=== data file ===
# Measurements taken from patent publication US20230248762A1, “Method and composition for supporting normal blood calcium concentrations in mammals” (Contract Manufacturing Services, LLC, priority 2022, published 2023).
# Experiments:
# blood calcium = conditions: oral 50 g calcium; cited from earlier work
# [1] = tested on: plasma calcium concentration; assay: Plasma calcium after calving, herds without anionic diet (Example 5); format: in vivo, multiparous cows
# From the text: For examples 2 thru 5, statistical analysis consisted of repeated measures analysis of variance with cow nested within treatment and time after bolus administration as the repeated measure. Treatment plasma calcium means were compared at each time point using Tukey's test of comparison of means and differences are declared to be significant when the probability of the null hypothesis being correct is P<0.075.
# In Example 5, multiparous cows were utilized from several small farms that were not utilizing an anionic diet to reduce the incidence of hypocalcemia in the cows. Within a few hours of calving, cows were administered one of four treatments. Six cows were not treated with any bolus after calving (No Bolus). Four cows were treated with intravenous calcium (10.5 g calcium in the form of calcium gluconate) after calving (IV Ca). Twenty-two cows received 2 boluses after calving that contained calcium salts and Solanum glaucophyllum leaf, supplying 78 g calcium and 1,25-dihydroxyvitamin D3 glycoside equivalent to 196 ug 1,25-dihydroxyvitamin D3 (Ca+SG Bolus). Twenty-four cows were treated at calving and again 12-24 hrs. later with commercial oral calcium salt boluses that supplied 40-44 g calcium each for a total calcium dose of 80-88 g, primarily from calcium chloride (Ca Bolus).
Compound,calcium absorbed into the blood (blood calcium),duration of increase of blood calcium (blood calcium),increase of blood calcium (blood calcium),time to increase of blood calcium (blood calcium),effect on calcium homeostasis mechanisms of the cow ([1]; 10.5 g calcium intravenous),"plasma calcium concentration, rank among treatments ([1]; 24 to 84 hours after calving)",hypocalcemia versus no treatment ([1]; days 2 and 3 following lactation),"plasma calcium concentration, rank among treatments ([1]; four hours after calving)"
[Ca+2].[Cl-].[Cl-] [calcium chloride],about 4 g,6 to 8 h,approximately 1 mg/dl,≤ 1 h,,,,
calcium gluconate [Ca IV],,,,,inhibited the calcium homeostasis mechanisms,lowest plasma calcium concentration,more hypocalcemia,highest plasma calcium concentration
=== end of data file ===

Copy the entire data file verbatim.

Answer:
# Measurements taken from patent publication US20230248762A1, “Method and composition for supporting normal blood calcium concentrations in mammals” (Contract Manufacturing Services, LLC, priority 2022, published 2023).
# Experiments:
# blood calcium = conditions: oral 50 g calcium; cited from earlier work
# [1] = tested on: plasma calcium concentration; assay: Plasma calcium after calving, herds without anionic diet (Example 5); format: in vivo, multiparous cows
# From the text: For examples 2 thru 5, statistical analysis consisted of repeated measures analysis of variance with cow nested within treatment and time after bolus administration as the repeated measure. Treatment plasma calcium means were compared at each time point using Tukey's test of comparison of means and differences are declared to be significant when the probability of the null hypothesis being correct is P<0.075.
# In Example 5, multiparous cows were utilized from several small farms that were not utilizing an anionic diet to reduce the incidence of hypocalcemia in the cows. Within a few hours of calving, cows were administered one of four treatments. Six cows were not treated with any bolus after calving (No Bolus). Four cows were treated with intravenous calcium (10.5 g calcium in the form of calcium gluconate) after calving (IV Ca). Twenty-two cows received 2 boluses after calving that contained calcium salts and Solanum glaucophyllum leaf, supplying 78 g calcium and 1,25-dihydroxyvitamin D3 glycoside equivalent to 196 ug 1,25-dihydroxyvitamin D3 (Ca+SG Bolus). Twenty-four cows were treated at calving and again 12-24 hrs. later with commercial oral calcium salt boluses that supplied 40-44 g calcium each for a total calcium dose of 80-88 g, primarily from calcium chloride (Ca Bolus).
Compound,calcium absorbed into the blood (blood calcium),duration of increase of blood calcium (blood calcium),increase of blood calcium (blood calcium),time to increase of blood calcium (blood calcium),effect on calcium homeostasis mechanisms of the cow ([1]; 10.5 g calcium intravenous),"plasma calcium concentration, rank among treatments ([1]; 24 to 84 hours after calving)",hypocalcemia versus no treatment ([1]; days 2 and 3 following lactation),"plasma calcium concentration, rank among treatments ([1]; four hours after calving)"
[Ca+2].[Cl-].[Cl-] [calcium chloride],about 4 g,6 to 8 h,approximately 1 mg/dl,≤ 1 h,,,,
calcium gluconate [Ca IV],,,,,inhibited the calcium homeostasis mechanisms,lowest plasma calcium concentration,more hypocalcemia,highest plasma calcium concentration